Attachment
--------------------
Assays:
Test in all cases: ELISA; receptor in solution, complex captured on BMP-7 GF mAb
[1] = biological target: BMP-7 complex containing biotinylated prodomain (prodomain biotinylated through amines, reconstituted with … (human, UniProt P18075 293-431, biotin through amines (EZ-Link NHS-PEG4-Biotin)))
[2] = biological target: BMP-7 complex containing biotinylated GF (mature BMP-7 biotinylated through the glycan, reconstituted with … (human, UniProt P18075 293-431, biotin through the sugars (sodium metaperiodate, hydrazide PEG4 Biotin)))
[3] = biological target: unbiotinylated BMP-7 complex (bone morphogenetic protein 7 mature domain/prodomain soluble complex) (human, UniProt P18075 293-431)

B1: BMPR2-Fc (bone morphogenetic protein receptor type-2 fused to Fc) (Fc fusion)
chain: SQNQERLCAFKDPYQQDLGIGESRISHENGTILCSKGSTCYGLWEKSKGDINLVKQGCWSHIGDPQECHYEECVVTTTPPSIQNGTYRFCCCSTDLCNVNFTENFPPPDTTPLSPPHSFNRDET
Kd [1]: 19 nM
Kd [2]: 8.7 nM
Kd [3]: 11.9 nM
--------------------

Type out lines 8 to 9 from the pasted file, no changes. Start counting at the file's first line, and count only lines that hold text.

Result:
Kd [1]: 19 nM
Kd [2]: 8.7 nM